Mr. Burns @ CPT

March 2nd, 2016 No comments

Hoofed it over to CPT last week to see Mr. Burns. The production was fantastic, especially the third act which is so brilliantly done it makes the whole play worth seeing, which is saying something because the play itself is not that great, in fact, weighing in at two hours and fifteen minutes, this play could have been cut.

The first act is a post-apocalyptic campsite, and for fans of the Walking Dead it’s as close to the tv show as you’ll get in a live theater performance. The atmosphere is realistic and tense. The characters are clearly forced together and pass the time talking about Simpson episodes. Why? Who knows. They also talk about Night of the Hunter, the fantastically surreal film by Charles Laughton that stars Robert Mitchum as a murderous ex-con preacher with Love and Hate tattooed on his fists. Again, not really sure what this has to do with the play, unless Washburn is relying on the preacher’s chasing two kids across an apocalyptic landscape as a reference–for those who’ve seen the film. There’s also the reference to Cape Fear, the film also starring Robert Mitchum, in which a killer wronged by an attorney terrorizes the attorney’s family, finally cornering them on a river boat during a storm: again, a survival story with a killer. Connection to the play? This first act sets the characters and circumstances….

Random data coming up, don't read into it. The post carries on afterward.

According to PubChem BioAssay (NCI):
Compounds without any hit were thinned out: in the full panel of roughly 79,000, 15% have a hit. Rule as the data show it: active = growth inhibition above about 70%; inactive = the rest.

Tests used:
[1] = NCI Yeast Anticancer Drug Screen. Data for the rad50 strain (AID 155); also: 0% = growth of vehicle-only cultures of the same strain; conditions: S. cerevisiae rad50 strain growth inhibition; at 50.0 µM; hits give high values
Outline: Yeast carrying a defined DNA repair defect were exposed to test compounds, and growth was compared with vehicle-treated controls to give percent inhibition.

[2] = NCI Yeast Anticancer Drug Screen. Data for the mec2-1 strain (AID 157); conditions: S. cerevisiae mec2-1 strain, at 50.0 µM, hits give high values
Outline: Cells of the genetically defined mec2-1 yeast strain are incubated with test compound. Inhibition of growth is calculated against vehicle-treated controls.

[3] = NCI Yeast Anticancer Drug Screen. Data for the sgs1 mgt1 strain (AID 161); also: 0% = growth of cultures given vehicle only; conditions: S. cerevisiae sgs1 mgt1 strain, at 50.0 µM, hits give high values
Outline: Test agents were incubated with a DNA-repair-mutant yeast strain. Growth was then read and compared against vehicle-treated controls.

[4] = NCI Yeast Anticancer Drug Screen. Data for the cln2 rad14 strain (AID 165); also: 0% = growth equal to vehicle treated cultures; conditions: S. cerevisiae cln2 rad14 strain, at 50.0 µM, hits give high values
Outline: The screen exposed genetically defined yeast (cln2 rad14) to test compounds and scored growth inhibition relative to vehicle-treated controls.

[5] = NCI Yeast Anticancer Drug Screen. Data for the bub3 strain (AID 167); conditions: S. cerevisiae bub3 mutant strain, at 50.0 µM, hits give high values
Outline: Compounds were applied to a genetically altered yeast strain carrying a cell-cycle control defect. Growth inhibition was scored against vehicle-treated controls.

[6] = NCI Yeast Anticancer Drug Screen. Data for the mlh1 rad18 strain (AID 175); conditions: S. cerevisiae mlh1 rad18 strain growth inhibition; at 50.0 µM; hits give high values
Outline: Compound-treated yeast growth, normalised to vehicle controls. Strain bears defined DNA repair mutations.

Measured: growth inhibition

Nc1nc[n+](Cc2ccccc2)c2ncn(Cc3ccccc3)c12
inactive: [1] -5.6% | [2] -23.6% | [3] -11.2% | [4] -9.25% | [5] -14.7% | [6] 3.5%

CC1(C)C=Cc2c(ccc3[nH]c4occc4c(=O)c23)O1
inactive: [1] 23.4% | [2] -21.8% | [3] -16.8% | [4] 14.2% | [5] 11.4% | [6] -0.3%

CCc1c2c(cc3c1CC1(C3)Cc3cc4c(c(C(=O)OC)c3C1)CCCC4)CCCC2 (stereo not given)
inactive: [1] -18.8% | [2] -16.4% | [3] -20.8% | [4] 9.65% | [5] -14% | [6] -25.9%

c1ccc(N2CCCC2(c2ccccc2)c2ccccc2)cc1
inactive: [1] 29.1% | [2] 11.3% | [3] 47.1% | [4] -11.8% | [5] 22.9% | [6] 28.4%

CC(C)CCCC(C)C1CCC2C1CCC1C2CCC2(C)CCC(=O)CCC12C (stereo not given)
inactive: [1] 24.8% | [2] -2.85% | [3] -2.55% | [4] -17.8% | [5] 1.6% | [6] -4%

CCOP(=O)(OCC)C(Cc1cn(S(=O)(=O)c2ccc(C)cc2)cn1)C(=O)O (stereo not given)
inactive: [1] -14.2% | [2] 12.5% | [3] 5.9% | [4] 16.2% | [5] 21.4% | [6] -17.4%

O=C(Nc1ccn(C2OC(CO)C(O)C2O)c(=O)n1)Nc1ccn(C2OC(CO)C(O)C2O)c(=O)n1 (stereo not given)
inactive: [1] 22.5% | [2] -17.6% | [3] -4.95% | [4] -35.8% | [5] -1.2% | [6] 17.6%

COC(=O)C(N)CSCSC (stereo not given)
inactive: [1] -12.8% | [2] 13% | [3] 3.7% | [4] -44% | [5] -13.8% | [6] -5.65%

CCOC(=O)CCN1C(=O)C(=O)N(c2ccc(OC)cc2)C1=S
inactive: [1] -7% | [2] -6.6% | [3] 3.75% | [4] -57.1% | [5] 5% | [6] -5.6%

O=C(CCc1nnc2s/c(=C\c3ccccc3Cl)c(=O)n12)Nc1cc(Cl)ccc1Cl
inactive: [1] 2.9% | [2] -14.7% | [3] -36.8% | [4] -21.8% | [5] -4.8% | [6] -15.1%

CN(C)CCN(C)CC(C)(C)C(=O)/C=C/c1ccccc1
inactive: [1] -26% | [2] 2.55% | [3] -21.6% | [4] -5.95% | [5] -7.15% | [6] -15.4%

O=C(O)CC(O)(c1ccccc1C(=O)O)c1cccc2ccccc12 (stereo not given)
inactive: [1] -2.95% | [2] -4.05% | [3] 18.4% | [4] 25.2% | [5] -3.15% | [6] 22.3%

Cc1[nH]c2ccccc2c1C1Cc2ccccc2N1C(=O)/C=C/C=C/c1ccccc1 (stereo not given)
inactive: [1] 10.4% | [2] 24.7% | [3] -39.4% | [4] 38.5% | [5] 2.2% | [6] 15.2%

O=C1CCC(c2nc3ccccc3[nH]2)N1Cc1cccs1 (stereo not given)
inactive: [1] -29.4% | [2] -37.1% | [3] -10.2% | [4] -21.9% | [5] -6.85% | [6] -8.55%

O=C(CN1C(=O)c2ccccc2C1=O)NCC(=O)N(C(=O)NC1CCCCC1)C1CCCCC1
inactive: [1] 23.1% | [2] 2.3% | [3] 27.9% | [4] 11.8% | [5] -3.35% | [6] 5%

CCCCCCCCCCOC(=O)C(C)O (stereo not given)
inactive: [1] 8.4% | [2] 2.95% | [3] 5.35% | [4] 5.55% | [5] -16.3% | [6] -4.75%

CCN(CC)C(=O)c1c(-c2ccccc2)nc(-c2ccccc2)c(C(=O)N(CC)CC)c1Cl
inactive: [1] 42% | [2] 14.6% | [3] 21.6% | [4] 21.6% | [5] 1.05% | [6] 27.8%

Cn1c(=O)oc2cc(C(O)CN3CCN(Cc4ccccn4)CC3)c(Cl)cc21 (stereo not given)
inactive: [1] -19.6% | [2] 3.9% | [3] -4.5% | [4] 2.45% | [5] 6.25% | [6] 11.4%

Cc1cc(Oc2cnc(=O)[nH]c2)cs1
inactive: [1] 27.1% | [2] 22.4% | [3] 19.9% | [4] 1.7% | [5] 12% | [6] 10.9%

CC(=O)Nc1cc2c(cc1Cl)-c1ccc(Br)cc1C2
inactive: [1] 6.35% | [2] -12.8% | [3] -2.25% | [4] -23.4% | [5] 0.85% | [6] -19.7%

The second act is 7 years later, I think. Something like that. Mankind has broken into tribes that apparently have nothing better to do than re-stage Simpsons episodes. The tribes from different areas fight over lines and episodes and stories and the whole of it is pretty absurd, which I have to assume is the intent, and way too damn long. This act enforces the importance of the Simpsons to this universe, perhaps warning us about the things that we value, or the unexpected cultural artifacts that a civilization leaves behind.

The third act is very much later, I think 75 years. I am not sure what to make of this act, whether it is a theatrical enactment or a religious ritual. It is, however, the most impressive act of the production. The costuming, choreography, sound, light, and Megan Elk performing a Japanese Noh ritual dance that is as fantastic as it is strange. The third act is operatic and the stage mechanics of the Cape Fear boat, complete with the life saver bearing Love Hate from Night of the Hunter all return, is magical. Mr. Burns finally appears here, setting up a final fight between Burns and Bart. This stylized fight has much in common with the Nutcracker and the Rat King in the ballet, complete with Itchy and Scratchy as Mr. Burns’ minions.

The show, performance-wise, is worth seeing. The content and structure of the play itself would be a bit much to endorse, unless you’re truly a Simpson-ophile and a fan of whacky theater. Convergence put up The Internationalist in 2011, a much better representation of Washburn’s work.